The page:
03/18/2010 05:12 am ET Updated Dec 06, 2017

Software Snakes On Planes 3 -- The Phone Interview

Homer Simpson Autothrottles

A phone conversation between literary agent Sam Fleishman and myself

Sam: "I just watched the video again. Let's recap your last two posts. In 2005, a Trojan Horse four-year-old autopilot computer bug sent this Boeing 777 skyrocketing. Then, though the pilot thought he'd turned the Homer Simpson autothrottles off, that computer stayed engaged, firewalled the throttles, forced the nose even higher and nearly caused a perfectly good plane to fall out of the sky. Two computers conspired to bugger this up and sent this plane on a roller-coaster phugoid?"


John: "Yes; MIT's Dr. Nancy Leveson explains that complex systems like this autopilot--autothrottle combo have caused accidents because of unplanned interactions across perfectly-functioning computers. She writes that cockpit computers have become so complex that they themselves introduce errors that can crash the system. And pilots can't figure out what's going wrong fast enough to stop what's going wrong."

Sam: "Scary; let's talk about these Homer Simpson autothrottles first. You showed me that though the pilot turned them off in two different places and a screen confirmed that they were off, they remained on. How can that be?"

John: "Craplex ergonomics; the pilot would've had to turn them off with a third switch."

Sam: "That's nuts; I expect my car's cruise control to quit when I tap the brake, not floor the gas pedal. Now you really are frightening me. How long have we known about these craplex ergonomic issues?"

John: "Since the 1996 FAA Report on Automation. I'll read from their page fifty . . ."

"You kept a fifteen-year-old report?"

John: "It's valid today. Anyway, that team wrote, 'Several crashes have come from multi-function knobs and controls with similar shape, feel, location and displays. These make it too easy for computers to hide problems from overstressed pilots until it's too late.'"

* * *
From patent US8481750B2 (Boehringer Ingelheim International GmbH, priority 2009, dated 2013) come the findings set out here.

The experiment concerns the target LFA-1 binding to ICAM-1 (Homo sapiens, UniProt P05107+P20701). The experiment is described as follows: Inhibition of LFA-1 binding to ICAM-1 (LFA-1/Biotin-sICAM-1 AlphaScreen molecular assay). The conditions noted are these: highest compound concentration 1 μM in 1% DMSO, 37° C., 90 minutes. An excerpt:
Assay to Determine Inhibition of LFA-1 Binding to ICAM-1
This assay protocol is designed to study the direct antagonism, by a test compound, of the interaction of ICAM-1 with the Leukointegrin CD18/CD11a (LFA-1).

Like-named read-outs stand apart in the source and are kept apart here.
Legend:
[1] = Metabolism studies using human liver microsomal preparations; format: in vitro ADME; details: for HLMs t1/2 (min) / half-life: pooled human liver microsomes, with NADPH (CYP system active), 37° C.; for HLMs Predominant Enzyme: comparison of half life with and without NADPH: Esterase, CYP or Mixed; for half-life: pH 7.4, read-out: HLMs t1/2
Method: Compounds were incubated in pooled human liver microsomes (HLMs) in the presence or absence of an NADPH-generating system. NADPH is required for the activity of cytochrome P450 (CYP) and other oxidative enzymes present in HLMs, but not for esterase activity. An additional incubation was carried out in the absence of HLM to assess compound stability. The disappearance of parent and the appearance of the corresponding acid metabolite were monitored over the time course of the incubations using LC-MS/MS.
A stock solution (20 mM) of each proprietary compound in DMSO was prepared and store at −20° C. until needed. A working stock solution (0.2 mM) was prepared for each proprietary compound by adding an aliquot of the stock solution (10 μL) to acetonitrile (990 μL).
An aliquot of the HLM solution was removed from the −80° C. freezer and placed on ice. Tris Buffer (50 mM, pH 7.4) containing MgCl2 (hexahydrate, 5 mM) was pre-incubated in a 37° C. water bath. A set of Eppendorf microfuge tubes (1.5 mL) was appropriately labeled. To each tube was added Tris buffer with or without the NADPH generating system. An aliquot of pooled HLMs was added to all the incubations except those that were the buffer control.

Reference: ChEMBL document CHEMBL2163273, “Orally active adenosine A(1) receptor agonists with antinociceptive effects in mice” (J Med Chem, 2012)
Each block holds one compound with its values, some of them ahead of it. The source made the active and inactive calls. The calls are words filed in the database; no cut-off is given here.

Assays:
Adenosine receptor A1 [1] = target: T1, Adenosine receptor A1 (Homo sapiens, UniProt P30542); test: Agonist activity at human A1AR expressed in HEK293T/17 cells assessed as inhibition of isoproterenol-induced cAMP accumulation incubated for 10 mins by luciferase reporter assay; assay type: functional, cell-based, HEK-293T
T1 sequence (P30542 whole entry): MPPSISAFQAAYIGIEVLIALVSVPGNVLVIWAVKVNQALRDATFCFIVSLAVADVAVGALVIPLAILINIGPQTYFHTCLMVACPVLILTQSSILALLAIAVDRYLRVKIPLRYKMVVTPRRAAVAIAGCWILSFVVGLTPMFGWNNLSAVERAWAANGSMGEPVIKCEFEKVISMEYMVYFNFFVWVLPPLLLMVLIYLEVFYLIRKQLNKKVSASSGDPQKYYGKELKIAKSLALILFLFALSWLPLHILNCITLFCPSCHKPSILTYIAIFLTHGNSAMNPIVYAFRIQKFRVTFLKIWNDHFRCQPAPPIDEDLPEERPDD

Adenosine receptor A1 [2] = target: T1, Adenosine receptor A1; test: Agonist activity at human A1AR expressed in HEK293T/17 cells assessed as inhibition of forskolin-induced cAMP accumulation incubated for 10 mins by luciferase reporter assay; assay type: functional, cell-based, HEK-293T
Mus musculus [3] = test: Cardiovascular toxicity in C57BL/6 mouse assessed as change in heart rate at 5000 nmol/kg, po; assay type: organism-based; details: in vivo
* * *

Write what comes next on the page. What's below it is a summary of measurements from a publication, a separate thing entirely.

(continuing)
Sam: "'Until it's too late?' Ten years before this near-deadly phugoid and the FAA hadn't made Boeing fix these craplex 777 ergonomics?"

John: "The evidence speaks for itself; everybody dropped the ball."

"Golly, John, people nearly died. So what else does Doc Leveson say about this dysfunctional autopilot/autothrottle combo?"

"She explains that these were two reliable computers in an unsafe system and that software bugs strike randomly, without warning. She adds that software's inherent complexity makes it impossible to predict how it might crash."

"Frightening thought. So there are hidden bugs on planes flying right now that could strike any moment? Are passengers aware that they're rolling the dice?"

John: "Absolutely not; that's why I write this column."

Sam: "Here's what I don't get; the pilots must have seen what was going wrong on their flight and engine displays. Makes them look incompetent. After all, both CRTs were right in front of their eyes."

John: "You're not ready for that answer."

Sam: "O . . . kay; let's shift gears and talk about the software bug that triggered this phugoid. How could a 777 fly around for four years with a Trojan Horse bug? Wouldn't the pilots have gotten a warning?"

"Nope; the software healed itself, logged the bug in its data base, but kept the problem secret from pilots."

Sam: "How crazy is that? Why design a computer that keeps secrets from pilots?"

"Simple; manufacturers and airlines want planes to run on schedule, not parked at the gate with pilots whining to mechanics about spurious computer codes. Doc Leveson explains that self-healing software makes planes very reliable, but unsafe."

Sam: "But surely, John, the FAA and Congress acted on that '96 report."

John: "The trail of computercides says not; I'll write about them in this column. I find peace of mind, though, in Doc Leveson's insight that it's normal for plane-makers, governments and airlines to fiddle while Rome burns as we experience more computercides. Sad, but that's the harsh reality."

Sam: "Culminating in Air France 447 falling into the ocean from the Atlantic night sky; how awful. Not that I doubt you, John, but you're going to have to show me more proof that there's been no FAA action or Congressional oversight across the past fifteen years."

"The (cockpit automation) vulnerabilities we identified have the potential to lead to more accidents and serious incidents." -- 1996 FAA Report on Automation

Read all John Halliday's posts here:

(Phugoid image by Jeff Scott. YouTube video courtesy of Aardvark2zz)

Next: Craplex Cockpit Computers -- Unsafe At Any Speed